Mortgage Brokers – The Nuts and Bolts
Using a mortgage broker to shop for home loans can make the borrowing process a lot less stressful than doing it yourself. Here are the nuts and bolts on getting a good broker.
Competent Mortgage Brokers
There are a couple of obvious situations where going with a mortgage broker makes perfect sense. If you have less than perfect credit, a mortgage broker is going to be able to open your eyes to numerous loan options a traditional bank would never tell you about. If the idea of handling the mass of paperwork involved in the loan application scares you, a mortgage broker is definitely going to be a savior since they will take on that burden. Still, how do you know if you are talking to a competent broker?
The first issue to address when considering whether to use a mortgage broker is scope. Scope refers to the number of different lenders the mortgage broker works with in home financing. Lag Bolt Pilot hole size Generally speaking, the more lenders the broker works with, the better mortgage options you will get and, ultimately, the better financing. A good mortgage broker should have at least eight different lenders they work with and be able to go find others should your particular situation call for a special financing package. If the broker identifies only two or three lenders, you need to move on to the next broker.
The second biggest issue is the mortgage broker’s knowledge of the lending industry. By knowledge of the industry, the broker should be able to identify multiple lending programs and the various lenders and options for each. For instance, you might ask the broker who he works with and the loan options available for a person with a 580 [poor] credit score. Further, ask the broker if he has arranged funding for such loans before and the specifics of the loans used. If the broker shows a depth of knowledge and starts rattling on about options, you’ve found the correct broker. If they don’t, you haven’t.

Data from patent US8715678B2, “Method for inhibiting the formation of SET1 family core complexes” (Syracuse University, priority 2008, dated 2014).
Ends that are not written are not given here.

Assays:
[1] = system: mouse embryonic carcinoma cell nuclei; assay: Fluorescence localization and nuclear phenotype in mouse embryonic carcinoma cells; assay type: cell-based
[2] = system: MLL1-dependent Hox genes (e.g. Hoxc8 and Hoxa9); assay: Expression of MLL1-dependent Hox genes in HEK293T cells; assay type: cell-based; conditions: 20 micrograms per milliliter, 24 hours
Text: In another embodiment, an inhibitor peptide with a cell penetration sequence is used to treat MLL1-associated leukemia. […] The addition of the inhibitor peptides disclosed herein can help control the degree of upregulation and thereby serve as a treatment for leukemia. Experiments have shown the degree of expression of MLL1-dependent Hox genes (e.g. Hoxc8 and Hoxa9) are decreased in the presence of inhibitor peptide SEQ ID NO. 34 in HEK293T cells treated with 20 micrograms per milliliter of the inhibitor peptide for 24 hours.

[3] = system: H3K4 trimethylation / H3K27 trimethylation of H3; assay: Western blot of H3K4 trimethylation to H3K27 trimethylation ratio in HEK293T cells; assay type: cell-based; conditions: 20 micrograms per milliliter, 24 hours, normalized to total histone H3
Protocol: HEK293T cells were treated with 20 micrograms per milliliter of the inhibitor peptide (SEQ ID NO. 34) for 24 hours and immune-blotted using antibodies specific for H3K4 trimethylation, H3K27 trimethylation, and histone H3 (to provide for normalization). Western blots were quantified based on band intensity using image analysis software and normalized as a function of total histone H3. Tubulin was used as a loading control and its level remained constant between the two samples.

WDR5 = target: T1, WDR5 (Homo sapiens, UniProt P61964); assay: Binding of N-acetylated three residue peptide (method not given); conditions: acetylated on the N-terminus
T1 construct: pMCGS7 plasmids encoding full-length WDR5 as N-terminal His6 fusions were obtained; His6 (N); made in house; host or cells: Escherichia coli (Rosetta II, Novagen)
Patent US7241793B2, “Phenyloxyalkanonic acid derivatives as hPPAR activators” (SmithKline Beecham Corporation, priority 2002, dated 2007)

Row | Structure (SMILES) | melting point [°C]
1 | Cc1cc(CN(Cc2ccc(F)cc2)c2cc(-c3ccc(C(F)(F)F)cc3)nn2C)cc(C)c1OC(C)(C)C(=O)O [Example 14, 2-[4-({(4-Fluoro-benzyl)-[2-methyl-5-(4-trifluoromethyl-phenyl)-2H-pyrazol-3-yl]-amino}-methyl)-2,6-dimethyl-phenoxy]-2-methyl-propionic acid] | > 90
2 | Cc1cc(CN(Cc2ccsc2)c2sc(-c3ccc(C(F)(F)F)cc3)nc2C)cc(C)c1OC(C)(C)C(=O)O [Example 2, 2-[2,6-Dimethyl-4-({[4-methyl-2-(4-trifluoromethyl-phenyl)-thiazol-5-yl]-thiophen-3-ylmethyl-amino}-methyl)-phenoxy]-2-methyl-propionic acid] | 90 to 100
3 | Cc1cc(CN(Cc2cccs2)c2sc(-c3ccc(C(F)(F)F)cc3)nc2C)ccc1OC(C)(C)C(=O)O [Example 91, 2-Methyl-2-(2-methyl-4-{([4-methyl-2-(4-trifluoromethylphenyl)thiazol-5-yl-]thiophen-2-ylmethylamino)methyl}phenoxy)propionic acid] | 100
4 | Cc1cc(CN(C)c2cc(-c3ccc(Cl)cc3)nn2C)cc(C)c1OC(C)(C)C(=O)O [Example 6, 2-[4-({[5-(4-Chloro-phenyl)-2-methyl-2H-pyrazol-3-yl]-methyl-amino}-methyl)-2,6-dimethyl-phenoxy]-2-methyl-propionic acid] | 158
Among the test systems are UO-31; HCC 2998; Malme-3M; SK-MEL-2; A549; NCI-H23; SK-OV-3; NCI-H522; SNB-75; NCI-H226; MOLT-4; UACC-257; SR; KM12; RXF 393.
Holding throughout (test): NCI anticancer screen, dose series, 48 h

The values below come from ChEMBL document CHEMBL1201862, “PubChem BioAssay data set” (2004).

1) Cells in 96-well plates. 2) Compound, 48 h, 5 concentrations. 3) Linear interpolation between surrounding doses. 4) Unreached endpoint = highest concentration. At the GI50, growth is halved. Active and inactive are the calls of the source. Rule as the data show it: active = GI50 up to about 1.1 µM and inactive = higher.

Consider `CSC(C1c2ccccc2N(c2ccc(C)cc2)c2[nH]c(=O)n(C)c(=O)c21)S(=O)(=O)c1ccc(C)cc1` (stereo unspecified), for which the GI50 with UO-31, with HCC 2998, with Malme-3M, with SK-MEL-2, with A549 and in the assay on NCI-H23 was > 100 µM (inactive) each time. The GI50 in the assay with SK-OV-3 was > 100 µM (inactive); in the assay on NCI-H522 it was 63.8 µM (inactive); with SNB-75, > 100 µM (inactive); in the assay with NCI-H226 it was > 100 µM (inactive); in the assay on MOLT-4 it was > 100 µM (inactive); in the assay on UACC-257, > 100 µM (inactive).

Mortgage brokers are paid upon performance. If they don’t get you a loan, they don’t get paid. The positive aspect of this is you can be the mortgage broker is going to bust their tail coming up with a solution for your problem. The negative aspect is you need to make a determination as to whether the options give to you are good loans for your situation. The commission of a mortgage broker is typically paid out of the loan proceeds, but costs such as appraisals are your responsibility. The broker should have no problem telling you their commission rate on the loan.
If you don’t trust banks to give you the best deal or have been turned down by a lender, mortgage brokers are a great way to find good deals. Understand the nuts and bolts of what they do and you are on your way to getting a loan.